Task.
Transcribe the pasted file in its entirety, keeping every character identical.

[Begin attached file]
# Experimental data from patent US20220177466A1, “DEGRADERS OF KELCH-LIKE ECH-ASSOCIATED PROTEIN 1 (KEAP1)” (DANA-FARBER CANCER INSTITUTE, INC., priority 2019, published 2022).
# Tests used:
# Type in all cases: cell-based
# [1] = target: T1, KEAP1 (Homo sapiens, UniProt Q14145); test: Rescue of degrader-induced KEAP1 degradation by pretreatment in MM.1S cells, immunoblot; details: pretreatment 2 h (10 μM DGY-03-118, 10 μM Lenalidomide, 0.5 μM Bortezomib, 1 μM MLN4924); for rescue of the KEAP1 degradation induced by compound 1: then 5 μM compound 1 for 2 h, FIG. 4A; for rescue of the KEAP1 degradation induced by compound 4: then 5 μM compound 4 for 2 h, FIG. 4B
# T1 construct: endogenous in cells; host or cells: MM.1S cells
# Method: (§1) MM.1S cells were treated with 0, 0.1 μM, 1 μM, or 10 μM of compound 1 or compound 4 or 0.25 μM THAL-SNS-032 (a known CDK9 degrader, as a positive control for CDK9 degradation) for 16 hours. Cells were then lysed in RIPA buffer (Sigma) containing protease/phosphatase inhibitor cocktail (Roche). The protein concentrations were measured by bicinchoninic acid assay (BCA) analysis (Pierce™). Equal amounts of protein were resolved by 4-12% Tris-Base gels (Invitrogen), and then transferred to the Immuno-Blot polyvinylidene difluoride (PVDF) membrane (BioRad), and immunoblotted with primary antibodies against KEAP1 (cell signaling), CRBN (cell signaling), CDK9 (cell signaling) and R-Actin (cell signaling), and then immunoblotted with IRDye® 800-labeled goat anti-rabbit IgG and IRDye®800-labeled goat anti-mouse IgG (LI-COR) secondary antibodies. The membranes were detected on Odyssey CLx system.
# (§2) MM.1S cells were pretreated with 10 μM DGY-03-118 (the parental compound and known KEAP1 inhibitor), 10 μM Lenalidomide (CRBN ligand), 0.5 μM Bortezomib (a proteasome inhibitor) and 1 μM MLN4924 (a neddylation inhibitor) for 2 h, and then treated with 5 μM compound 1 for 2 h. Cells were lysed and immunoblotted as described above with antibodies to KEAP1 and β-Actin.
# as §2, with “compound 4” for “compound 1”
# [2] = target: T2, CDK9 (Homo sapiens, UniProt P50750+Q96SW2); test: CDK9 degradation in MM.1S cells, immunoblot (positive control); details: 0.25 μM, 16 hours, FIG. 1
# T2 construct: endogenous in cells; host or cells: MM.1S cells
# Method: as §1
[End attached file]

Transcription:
# Experimental data from patent US20220177466A1, “DEGRADERS OF KELCH-LIKE ECH-ASSOCIATED PROTEIN 1 (KEAP1)” (DANA-FARBER CANCER INSTITUTE, INC., priority 2019, published 2022).
# Tests used:
# Type in all cases: cell-based
# [1] = target: T1, KEAP1 (Homo sapiens, UniProt Q14145); test: Rescue of degrader-induced KEAP1 degradation by pretreatment in MM.1S cells, immunoblot; details: pretreatment 2 h (10 μM DGY-03-118, 10 μM Lenalidomide, 0.5 μM Bortezomib, 1 μM MLN4924); for rescue of the KEAP1 degradation induced by compound 1: then 5 μM compound 1 for 2 h, FIG. 4A; for rescue of the KEAP1 degradation induced by compound 4: then 5 μM compound 4 for 2 h, FIG. 4B
# T1 construct: endogenous in cells; host or cells: MM.1S cells
# Method: (§1) MM.1S cells were treated with 0, 0.1 μM, 1 μM, or 10 μM of compound 1 or compound 4 or 0.25 μM THAL-SNS-032 (a known CDK9 degrader, as a positive control for CDK9 degradation) for 16 hours. Cells were then lysed in RIPA buffer (Sigma) containing protease/phosphatase inhibitor cocktail (Roche). The protein concentrations were measured by bicinchoninic acid assay (BCA) analysis (Pierce™). Equal amounts of protein were resolved by 4-12% Tris-Base gels (Invitrogen), and then transferred to the Immuno-Blot polyvinylidene difluoride (PVDF) membrane (BioRad), and immunoblotted with primary antibodies against KEAP1 (cell signaling), CRBN (cell signaling), CDK9 (cell signaling) and R-Actin (cell signaling), and then immunoblotted with IRDye® 800-labeled goat anti-rabbit IgG and IRDye®800-labeled goat anti-mouse IgG (LI-COR) secondary antibodies. The membranes were detected on Odyssey CLx system.
# (§2) MM.1S cells were pretreated with 10 μM DGY-03-118 (the parental compound and known KEAP1 inhibitor), 10 μM Lenalidomide (CRBN ligand), 0.5 μM Bortezomib (a proteasome inhibitor) and 1 μM MLN4924 (a neddylation inhibitor) for 2 h, and then treated with 5 μM compound 1 for 2 h. Cells were lysed and immunoblotted as described above with antibodies to KEAP1 and β-Actin.
# as §2, with “compound 4” for “compound 1”
# [2] = target: T2, CDK9 (Homo sapiens, UniProt P50750+Q96SW2); test: CDK9 degradation in MM.1S cells, immunoblot (positive control); details: 0.25 μM, 16 hours, FIG. 1
# T2 construct: endogenous in cells; host or cells: MM.1S cells
# Method: as §1